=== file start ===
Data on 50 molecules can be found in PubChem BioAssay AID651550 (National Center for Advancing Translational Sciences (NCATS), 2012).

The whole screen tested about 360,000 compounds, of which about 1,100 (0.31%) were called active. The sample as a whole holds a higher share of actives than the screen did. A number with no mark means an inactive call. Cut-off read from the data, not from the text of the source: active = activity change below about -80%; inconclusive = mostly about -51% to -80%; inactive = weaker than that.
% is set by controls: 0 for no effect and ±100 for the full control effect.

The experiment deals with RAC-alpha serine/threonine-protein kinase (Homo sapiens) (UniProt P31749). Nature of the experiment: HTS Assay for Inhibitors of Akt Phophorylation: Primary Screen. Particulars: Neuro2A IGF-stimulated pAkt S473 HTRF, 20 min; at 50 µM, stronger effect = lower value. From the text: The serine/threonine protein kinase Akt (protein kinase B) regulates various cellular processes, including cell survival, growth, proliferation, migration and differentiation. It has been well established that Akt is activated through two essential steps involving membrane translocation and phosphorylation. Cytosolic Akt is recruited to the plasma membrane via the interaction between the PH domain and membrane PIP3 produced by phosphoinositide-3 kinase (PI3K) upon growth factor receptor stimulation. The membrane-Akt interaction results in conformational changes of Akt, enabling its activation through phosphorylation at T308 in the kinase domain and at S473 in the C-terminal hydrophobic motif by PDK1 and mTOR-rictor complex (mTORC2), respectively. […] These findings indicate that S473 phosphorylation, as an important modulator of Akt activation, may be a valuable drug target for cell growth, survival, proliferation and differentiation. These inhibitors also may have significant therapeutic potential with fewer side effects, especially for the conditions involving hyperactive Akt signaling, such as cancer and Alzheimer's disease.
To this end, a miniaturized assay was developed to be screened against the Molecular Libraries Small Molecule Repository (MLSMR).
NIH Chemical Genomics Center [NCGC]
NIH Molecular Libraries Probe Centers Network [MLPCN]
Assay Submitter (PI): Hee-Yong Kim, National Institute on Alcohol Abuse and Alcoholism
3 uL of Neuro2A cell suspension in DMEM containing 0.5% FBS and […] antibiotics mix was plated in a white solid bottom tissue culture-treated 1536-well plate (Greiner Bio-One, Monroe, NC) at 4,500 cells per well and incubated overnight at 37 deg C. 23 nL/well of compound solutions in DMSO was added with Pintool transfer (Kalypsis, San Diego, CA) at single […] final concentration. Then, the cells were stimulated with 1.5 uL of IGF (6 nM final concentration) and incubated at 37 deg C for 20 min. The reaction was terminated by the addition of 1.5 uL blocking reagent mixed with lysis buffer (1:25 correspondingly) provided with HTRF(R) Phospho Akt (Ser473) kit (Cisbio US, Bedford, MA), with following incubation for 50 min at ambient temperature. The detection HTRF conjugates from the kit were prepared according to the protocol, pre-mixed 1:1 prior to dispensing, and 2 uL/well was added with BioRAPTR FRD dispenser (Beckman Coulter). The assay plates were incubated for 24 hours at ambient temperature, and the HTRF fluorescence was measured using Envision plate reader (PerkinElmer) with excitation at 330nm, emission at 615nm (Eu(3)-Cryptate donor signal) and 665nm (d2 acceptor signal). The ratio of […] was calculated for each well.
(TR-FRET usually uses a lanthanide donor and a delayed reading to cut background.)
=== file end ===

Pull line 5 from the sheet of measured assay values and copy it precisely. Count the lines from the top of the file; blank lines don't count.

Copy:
To this end, a miniaturized assay was developed to be screened against the Molecular Libraries Small Molecule Repository (MLSMR).